Imagine a pleasant September day in Tallinn, the capital of Estonia. Just months before, the small Baltic nation won the 2001 Eurovision Song Contest and now it was up to Estonia's public broadcaster ETV to organise and host the 2002 contest. Janek Mäggi, Internet Manager for the contest at ETV at the time, was scratching his head about the domain name to be used. He ended up choosing Eurovision.tv, which was launched in March 2002. Some 15 years later, a lot has changed on the internet, but Eurovision.tv is still the Eurovision Song Contest's official website.
In 2002 and 2003 the Host Broadcaster was still responsible for Eurovision.tv. Since 2004, the website was centralised and operated by an online agency, under supervision of the European Broadcasting Union. In 2004, 2007, 2008, 2010 and 2013 the website saw radical changes.
Right now, nearly 15 years after the first Eurovision.tv went live — and over one BILLION page views later — you are looking at a brand new Eurovision.tv.
Until the end of April, we will be launching new functionality, fix any issues you may experience and prepare for the event weeks in May.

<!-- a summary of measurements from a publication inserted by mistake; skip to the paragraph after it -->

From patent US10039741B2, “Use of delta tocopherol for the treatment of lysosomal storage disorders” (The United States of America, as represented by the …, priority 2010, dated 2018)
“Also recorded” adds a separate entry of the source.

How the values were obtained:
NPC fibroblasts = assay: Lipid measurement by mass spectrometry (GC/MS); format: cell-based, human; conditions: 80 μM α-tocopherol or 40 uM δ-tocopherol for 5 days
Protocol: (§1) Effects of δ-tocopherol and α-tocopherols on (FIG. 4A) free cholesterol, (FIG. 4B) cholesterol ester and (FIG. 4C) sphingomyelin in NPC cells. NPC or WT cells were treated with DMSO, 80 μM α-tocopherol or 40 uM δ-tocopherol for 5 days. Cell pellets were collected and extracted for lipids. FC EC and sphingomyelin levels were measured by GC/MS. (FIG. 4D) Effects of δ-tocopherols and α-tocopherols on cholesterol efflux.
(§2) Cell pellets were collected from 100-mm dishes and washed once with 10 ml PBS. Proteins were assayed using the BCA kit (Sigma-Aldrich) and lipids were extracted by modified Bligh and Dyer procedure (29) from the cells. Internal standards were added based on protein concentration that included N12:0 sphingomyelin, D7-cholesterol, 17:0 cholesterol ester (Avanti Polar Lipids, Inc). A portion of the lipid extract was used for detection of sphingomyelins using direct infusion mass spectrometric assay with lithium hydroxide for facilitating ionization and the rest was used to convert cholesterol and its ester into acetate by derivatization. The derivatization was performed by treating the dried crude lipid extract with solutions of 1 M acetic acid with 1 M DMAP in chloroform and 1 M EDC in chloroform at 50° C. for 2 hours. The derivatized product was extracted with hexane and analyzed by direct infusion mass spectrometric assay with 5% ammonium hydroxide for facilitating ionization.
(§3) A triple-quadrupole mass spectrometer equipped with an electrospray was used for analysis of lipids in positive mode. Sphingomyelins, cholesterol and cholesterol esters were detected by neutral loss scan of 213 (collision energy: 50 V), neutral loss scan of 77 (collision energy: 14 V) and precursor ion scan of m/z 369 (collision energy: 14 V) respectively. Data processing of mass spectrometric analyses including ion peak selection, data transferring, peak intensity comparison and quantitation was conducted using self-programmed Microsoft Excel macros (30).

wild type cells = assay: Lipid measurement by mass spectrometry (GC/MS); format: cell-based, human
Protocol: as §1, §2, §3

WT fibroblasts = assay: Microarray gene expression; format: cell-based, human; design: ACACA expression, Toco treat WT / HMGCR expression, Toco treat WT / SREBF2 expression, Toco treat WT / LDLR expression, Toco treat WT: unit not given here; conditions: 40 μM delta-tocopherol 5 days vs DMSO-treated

The internet is developing at an insanely rapid pace. To keep up with that pace, we decided to completely rebuild the new Eurovision.tv back in January last year.
We started building right after the 2016 Eurovision Song Contest in Stockholm. We also redesigned every page of the website, to give stories, photos, videos and data the space they deserve on desktop computers and laptops, and improve the experience on smartphones and tablets.
Speaking of mobile; one development clearly stood out in 2016: It was the first year we saw more web traffic coming to Eurovision.tv from mobile devices than desktops. As mobile internet connections are often slower and as mobile data can be quite expensive, we built (nerd-alert!) a front-end based on React and Node.js, to significantly reduce page size and reduce loading times.
We are proud of the vibrant community of unofficial fan sites that cover every aspect of the Eurovision Song Contest. Rather than doing what they do and compete with them — we wouldn't dare to! — we decided to take the official website in a slightly different direction. From now on, we will focus on
In the process of rebuilding Eurovision.tv, we
We can't wait to pack our bags and head for Kyiv. We'll be reporting live from this year's Eurovision capital starting 28th of April.